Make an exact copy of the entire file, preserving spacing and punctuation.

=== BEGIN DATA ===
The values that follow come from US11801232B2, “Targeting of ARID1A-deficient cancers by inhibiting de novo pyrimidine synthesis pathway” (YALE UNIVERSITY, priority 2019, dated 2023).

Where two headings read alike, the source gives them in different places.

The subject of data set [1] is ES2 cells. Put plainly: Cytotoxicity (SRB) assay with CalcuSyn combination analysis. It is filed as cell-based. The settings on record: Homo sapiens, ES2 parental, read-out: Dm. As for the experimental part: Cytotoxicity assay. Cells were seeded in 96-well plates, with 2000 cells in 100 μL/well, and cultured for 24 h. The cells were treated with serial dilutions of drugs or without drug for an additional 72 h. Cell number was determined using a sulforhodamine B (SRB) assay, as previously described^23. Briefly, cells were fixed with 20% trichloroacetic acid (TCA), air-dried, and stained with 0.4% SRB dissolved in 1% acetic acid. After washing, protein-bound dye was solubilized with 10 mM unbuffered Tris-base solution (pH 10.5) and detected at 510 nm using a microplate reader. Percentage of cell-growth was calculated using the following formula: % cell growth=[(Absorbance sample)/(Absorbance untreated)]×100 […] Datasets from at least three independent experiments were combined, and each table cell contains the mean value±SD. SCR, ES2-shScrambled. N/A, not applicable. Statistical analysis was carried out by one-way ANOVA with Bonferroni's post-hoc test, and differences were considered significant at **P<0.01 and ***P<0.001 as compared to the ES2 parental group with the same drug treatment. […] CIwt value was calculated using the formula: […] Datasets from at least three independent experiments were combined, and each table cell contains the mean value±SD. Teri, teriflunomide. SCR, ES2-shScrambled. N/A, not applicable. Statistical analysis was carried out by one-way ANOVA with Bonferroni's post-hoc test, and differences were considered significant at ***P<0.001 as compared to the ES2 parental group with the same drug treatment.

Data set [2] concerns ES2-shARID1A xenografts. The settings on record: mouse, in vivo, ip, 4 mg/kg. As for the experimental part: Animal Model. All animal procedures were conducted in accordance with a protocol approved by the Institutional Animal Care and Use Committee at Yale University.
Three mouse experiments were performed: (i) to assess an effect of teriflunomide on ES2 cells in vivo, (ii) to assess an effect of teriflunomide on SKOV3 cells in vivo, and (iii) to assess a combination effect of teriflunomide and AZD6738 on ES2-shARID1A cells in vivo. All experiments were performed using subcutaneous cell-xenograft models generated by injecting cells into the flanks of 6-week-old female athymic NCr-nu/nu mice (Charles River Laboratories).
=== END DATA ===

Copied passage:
The values that follow come from US11801232B2, “Targeting of ARID1A-deficient cancers by inhibiting de novo pyrimidine synthesis pathway” (YALE UNIVERSITY, priority 2019, dated 2023).

Where two headings read alike, the source gives them in different places.

The subject of data set [1] is ES2 cells. Put plainly: Cytotoxicity (SRB) assay with CalcuSyn combination analysis. It is filed as cell-based. The settings on record: Homo sapiens, ES2 parental, read-out: Dm. As for the experimental part: Cytotoxicity assay. Cells were seeded in 96-well plates, with 2000 cells in 100 μL/well, and cultured for 24 h. The cells were treated with serial dilutions of drugs or without drug for an additional 72 h. Cell number was determined using a sulforhodamine B (SRB) assay, as previously described^23. Briefly, cells were fixed with 20% trichloroacetic acid (TCA), air-dried, and stained with 0.4% SRB dissolved in 1% acetic acid. After washing, protein-bound dye was solubilized with 10 mM unbuffered Tris-base solution (pH 10.5) and detected at 510 nm using a microplate reader. Percentage of cell-growth was calculated using the following formula: % cell growth=[(Absorbance sample)/(Absorbance untreated)]×100 […] Datasets from at least three independent experiments were combined, and each table cell contains the mean value±SD. SCR, ES2-shScrambled. N/A, not applicable. Statistical analysis was carried out by one-way ANOVA with Bonferroni's post-hoc test, and differences were considered significant at **P<0.01 and ***P<0.001 as compared to the ES2 parental group with the same drug treatment. […] CIwt value was calculated using the formula: […] Datasets from at least three independent experiments were combined, and each table cell contains the mean value±SD. Teri, teriflunomide. SCR, ES2-shScrambled. N/A, not applicable. Statistical analysis was carried out by one-way ANOVA with Bonferroni's post-hoc test, and differences were considered significant at ***P<0.001 as compared to the ES2 parental group with the same drug treatment.

Data set [2] concerns ES2-shARID1A xenografts. The settings on record: mouse, in vivo, ip, 4 mg/kg. As for the experimental part: Animal Model. All animal procedures were conducted in accordance with a protocol approved by the Institutional Animal Care and Use Committee at Yale University.
Three mouse experiments were performed: (i) to assess an effect of teriflunomide on ES2 cells in vivo, (ii) to assess an effect of teriflunomide on SKOV3 cells in vivo, and (iii) to assess a combination effect of teriflunomide and AZD6738 on ES2-shARID1A cells in vivo. All experiments were performed using subcutaneous cell-xenograft models generated by injecting cells into the flanks of 6-week-old female athymic NCr-nu/nu mice (Charles River Laboratories).